3D32.45 - PVC Instruments - Palm Pipes and Boomwhackers

Code Number:
Demo Title:
PVC Instruments - Palm Pipes and Boomwhackers
Resonance in Pipes
Area of Study:
Palm Pipes - 2 Octaves Worth.

While you can play the palm pipes by blowing across the end, some of the notes are very hard to play. The usual way to play these is to strike the end across the palm of your hand. Each length will have a different pitch. Since they are color coded you can place a transparency with different colored bars on the overhead projector. As you point to each different color the person that holds that colored palm pipe strikes his palm. Music can be written and played with this method.

Another variation is to close off one end of the tube and blow across the other end. The frequency heard when striking the pipe against your hand should also be the same frequency heard when blowing across the pipe.

The Boomwhackers are just a larger version of the palm pipes. These are meant to be struck on the side with the mallet or the edge of a table. These also come with a set of caps so that you can show that the fundamental changes by one octave depending on whether the pipe is open or closed.

The 3-D printed mouth pieces and horn are designed to fit onto 1/2 inch, schedule 40, PVC water pipe.  A variety of pipe lengths, elbows, T's, and couplers are available so you can make the instrument shape or design of your choice.  

  • Muge Aygun, Hasan Sahin Kizicik, "Open or One-End-Closed Tubes for Beethoven's Ninth Symphony: Boomwhackers", TPT, Vol. 61, #9, Dec. 2023, p. 777.
  • Thomas Allen, Alex Chally, Bradley Moser, and Ralf Widenhorn, "Sound Propagation, Reflection, and Its Relevance to Ultrasound Imaging", TPT, Vol. 57, #3, Mar. 2019, p. 134.
  • Michael J. Ruiz, "Boomwhackers and End-Pipe Corrections", TPT, Vol. 52, #2, Feb. 2014, p. 73.
  • Bob Brazzle, "Inexpensive Instruments for a Sound Unit",  TPT, Vol. 49, #4, Apr. 2011, p. 228.
  • M. Bacon and Steven Torok, "An Experimental Investigation of the End Effects for Blue Man Group Pipes", TPT, Vol. 49, #3, Mar. 2011, p. 152.
  • Meredith B. McCambridge, "A Straw Quartet", TPT, Vol. 29, #9, Dec. 1991, p. 571.
  • Stephen Luzader, "PC and PVC Acoustics Demonstrations", TPT, Vol. 28, #7, Oct. 1990, p. 459.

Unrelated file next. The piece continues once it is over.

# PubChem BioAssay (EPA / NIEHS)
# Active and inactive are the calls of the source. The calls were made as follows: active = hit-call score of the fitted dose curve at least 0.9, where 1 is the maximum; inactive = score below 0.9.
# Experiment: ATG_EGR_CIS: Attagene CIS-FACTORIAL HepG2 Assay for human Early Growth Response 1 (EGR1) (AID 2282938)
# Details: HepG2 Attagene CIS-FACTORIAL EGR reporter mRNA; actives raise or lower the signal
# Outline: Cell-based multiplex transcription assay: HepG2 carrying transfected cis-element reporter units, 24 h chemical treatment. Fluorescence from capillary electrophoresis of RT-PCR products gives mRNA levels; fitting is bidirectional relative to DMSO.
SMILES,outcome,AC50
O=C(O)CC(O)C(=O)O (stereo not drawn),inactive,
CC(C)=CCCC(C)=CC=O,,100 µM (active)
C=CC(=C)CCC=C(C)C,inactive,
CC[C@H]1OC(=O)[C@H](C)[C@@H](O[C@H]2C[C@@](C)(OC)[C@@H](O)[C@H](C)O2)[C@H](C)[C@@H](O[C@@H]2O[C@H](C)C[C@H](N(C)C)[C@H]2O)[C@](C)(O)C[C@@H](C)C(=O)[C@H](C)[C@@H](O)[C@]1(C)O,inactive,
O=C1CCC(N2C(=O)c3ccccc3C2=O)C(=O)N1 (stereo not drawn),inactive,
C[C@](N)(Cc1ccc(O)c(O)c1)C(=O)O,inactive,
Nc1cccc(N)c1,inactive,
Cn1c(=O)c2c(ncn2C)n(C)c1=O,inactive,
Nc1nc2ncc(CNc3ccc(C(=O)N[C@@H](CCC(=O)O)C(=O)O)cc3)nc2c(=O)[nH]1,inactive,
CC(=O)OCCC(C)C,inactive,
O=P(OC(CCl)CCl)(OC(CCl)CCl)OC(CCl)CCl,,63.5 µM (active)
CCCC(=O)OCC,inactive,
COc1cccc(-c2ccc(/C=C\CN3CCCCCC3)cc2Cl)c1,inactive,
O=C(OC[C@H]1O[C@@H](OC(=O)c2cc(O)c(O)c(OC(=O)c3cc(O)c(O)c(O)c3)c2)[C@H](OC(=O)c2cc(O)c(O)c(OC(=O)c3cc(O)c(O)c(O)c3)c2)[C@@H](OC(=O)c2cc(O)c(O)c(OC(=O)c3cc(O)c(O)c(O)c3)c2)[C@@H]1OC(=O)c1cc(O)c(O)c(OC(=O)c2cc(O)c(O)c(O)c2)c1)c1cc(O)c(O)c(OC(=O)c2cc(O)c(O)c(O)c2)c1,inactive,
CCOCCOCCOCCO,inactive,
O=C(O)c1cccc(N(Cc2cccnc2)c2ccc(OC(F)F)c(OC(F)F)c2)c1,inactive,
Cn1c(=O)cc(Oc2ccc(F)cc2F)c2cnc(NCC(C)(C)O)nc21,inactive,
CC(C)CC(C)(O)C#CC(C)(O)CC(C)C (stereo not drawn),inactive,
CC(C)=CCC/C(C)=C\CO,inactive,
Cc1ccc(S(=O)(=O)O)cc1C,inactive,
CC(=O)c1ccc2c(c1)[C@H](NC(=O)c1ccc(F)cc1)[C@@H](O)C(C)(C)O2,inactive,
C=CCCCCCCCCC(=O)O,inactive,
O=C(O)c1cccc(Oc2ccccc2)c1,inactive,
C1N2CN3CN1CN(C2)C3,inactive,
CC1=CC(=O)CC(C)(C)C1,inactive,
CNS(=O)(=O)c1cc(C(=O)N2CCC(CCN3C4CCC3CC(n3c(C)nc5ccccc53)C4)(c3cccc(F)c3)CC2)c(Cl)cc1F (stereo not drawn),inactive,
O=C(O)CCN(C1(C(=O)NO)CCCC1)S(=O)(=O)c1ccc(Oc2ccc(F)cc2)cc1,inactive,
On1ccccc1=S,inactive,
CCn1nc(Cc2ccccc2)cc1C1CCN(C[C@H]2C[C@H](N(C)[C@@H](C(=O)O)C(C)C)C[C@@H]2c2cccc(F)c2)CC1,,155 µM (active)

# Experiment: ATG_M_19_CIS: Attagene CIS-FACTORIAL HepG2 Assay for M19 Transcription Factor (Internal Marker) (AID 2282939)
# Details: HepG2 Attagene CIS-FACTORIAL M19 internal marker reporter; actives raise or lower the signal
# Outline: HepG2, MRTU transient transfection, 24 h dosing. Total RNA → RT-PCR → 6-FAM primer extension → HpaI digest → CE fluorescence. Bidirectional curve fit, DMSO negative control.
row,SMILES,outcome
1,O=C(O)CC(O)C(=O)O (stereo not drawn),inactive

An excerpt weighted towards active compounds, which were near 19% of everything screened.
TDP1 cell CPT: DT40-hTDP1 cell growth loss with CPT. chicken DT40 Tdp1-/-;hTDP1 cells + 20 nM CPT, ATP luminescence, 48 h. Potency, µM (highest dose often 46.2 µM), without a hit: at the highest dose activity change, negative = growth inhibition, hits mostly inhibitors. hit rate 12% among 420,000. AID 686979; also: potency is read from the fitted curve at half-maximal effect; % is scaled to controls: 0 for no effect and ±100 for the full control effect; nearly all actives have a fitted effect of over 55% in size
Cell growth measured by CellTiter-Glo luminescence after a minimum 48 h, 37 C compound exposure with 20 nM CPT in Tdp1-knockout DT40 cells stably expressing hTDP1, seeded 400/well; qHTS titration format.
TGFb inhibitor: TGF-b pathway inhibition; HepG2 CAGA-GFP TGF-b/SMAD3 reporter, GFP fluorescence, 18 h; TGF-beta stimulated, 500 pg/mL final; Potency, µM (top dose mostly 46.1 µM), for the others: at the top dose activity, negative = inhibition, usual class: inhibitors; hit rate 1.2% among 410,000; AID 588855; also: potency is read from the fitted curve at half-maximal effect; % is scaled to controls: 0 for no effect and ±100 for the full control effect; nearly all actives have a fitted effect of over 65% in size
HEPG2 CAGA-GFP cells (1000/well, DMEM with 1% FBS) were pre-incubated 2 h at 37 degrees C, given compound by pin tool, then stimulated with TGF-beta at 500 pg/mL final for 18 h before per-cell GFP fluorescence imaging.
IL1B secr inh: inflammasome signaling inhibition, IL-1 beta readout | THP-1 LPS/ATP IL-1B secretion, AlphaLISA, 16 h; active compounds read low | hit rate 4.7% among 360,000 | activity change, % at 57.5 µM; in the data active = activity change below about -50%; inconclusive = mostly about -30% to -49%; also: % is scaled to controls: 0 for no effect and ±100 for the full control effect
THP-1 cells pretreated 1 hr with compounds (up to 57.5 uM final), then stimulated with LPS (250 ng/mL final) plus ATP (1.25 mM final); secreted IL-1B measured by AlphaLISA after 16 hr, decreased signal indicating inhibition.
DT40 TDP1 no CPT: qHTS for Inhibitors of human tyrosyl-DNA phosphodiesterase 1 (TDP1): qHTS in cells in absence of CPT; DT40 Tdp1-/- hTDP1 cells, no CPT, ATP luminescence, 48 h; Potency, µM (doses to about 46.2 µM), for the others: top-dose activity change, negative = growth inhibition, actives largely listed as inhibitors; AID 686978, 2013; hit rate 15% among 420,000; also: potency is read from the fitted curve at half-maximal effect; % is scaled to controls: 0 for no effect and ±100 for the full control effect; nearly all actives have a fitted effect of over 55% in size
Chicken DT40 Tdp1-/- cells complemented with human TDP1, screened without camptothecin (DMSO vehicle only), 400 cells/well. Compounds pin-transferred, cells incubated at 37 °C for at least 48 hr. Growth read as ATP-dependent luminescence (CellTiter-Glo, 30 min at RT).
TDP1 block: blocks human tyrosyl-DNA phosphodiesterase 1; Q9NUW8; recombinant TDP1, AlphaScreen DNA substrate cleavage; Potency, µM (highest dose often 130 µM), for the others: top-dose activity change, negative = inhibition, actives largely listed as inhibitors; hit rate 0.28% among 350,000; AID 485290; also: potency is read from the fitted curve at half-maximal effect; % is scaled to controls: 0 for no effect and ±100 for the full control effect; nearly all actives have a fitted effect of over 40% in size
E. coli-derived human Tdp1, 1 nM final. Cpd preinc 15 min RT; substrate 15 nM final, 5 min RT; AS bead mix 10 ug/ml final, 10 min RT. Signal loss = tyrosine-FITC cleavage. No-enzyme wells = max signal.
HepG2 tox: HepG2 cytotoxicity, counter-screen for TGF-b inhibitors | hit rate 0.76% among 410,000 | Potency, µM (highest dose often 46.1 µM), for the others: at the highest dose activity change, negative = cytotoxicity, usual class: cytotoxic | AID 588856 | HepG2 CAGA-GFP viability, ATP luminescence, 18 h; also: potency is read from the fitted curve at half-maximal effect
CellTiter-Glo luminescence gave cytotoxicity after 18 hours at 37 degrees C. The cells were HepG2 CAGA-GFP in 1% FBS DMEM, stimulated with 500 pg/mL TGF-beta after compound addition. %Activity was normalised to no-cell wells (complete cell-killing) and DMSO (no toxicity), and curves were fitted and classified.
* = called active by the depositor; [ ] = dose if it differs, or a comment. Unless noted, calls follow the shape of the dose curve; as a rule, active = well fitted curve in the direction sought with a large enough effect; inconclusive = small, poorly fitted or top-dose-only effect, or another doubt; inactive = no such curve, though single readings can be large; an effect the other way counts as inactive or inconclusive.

• James E. Szeszol and James Luzader, "Doing Physics: Pipe Music", TPT, Vol. 25, #3, Mar. 1987, p. 172.
  • Joe Pizzo, "Echo Tube", TPT, Vol. 24, #7, Oct. 1986, p. 428.
  • "Vibration in Pipes", TPT, Vol. 18, #5, May 1980, p. 383, also A Potpourri of Physics Teaching Ideas - Sounds, p. 253.
  • W-415: "Monochord - Pan Pipes", DICK and RAE Physics Demo Notebook.
  • W-190: "Pat the Pipe", DICK and RAE Physics Demo Notebook.
  • George M. Hopkins, "Sound", Experimental Science, p. 122.
  • Don Rathjen, Paul Doherty, "Palm Pipes", Square Wheels, 2002, p. 59.
  • Jodi and Roy McCullough, "Sound with a Toy Flute", The Role of Toys in Teaching Physics, p. 4.39.
  • Pat Murphy, Ellen Macaulay, and the staff of the Exploratorium, "Palm Pipes", Exploratopia, p. 220.
  • Gregory Mone, "Digital Aboriginal", Popular Science, April 2010, p. 72.
  • Jearl Walker, "3.37, Didgeridoo", The Flying Circus of Physics Ed. 2, p. 162.
  • 7.03: R.D. Edge, "Waves in a Pipe", String & Sticky Tape Experiments.
  • Gene Easter, Bill Reitz, and Walter Smith, "Palm Pipes - 'Handy' Musical Instruments".
  • Tom Senior, "Musical (?) Straws".

Disclaimer: These demonstrations are provided only for illustrative use by persons affiliated with The University of Iowa and only under the direction of a trained instructor or physicist.  The University of Iowa is not responsible for demonstrations performed by those using their own equipment or who choose to use this reference material for their own purpose.  The demonstrations included here are within the public domain and can be found in materials contained in libraries, bookstores, and through electronic sources.  Performing all or any portion of any of these demonstrations, with or without revisions not depicted here entails inherent risks.  These risks include, without limitation, bodily injury (and possibly death), including risks to health that may be temporary or permanent and that may exacerbate a pre-existing medical condition; and property loss or damage.  Anyone performing any part of these demonstrations, even with revisions, knowingly and voluntarily assumes all risks associated with them.